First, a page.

Murtaja Qureiris, now 18, was detained when he was 13-years-old. Since then he has been on trial for charges like joining a “terror group” and “sowing sedition.”
He was also charged for taking part in an anti-government rally in 2011 when he was 11-years-old. The rally took place after the funeral of his older brother killed during an Arab Spring protest.
The Shia minority in Saudi Arabia launched a protest that year demanding equal rights in resources.
Since his detention in 2014, Qureiris has been in solitary confinement for a large part of the time.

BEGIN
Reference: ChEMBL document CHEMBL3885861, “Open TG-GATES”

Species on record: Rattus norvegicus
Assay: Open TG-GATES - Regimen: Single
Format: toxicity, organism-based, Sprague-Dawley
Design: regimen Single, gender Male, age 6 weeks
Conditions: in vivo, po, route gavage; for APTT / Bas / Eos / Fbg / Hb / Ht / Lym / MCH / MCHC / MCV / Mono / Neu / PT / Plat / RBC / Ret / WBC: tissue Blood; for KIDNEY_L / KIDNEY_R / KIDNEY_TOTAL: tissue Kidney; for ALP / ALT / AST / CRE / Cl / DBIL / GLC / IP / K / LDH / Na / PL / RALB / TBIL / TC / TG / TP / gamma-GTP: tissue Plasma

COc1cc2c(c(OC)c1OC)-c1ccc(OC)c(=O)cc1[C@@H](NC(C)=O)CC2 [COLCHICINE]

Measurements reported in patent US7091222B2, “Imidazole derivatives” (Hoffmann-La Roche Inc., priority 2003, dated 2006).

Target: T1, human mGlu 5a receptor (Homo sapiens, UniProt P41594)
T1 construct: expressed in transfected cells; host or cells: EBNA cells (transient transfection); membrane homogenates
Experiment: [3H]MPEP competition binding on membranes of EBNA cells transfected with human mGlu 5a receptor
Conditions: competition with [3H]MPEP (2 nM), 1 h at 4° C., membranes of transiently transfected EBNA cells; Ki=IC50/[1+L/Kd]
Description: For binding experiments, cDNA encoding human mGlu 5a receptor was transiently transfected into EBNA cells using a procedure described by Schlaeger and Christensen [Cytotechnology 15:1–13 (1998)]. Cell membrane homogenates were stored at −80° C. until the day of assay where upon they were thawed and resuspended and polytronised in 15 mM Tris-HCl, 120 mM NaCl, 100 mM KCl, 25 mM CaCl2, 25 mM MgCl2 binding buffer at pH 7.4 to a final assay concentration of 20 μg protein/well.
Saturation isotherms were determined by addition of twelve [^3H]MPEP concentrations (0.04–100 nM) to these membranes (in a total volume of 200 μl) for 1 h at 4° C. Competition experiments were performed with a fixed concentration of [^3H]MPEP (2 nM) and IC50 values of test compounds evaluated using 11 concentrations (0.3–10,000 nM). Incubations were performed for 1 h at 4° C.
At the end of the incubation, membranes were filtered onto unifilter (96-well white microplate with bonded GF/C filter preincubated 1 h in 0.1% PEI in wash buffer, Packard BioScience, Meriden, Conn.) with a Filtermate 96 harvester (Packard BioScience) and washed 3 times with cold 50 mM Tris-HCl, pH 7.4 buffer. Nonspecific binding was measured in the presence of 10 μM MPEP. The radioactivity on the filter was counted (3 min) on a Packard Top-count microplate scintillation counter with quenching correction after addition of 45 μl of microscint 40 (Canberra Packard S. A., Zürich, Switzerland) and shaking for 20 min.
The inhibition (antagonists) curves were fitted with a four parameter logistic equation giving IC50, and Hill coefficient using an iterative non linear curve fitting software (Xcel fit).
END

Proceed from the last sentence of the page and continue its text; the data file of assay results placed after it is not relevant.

“It is appalling that Murtaja Qureiris is facing execution for offenses that include taking part in protests while he was just 10 years old,” Lynn Maalouf, Amnesty International’s Middle East research director, said in a statement.
“The Saudi Arabian authorities have a chilling track record of using the death penalty as a weapon to crush political dissent and punish anti-government protesters — including children — from the country’s persecuted Shia minority.”
In April the kingdom carried out a mass execution of 37 men, mostly from Shia community which ignited fear about Qureiris’ life.
Details of his case were brought forth after CNN reported in 2018 the intention of capital punishment for him. He has also been charged with throwing Molotov cocktails at a police station with his brother.